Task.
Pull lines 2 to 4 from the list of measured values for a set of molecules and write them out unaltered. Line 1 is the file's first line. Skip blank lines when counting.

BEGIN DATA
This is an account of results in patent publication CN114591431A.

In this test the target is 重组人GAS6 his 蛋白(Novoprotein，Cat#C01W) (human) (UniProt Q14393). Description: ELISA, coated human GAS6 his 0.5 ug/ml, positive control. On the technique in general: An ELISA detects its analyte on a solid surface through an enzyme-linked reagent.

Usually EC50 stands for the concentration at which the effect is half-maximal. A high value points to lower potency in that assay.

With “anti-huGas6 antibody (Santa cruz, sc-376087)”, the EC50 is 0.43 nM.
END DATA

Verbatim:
In this test the target is 重组人GAS6 his 蛋白(Novoprotein，Cat#C01W) (human) (UniProt Q14393). Description: ELISA, coated human GAS6 his 0.5 ug/ml, positive control. On the technique in general: An ELISA detects its analyte on a solid surface through an enzyme-linked reagent.

Usually EC50 stands for the concentration at which the effect is half-maximal. A high value points to lower potency in that assay.

With “anti-huGas6 antibody (Santa cruz, sc-376087)”, the EC50 is 0.43 nM.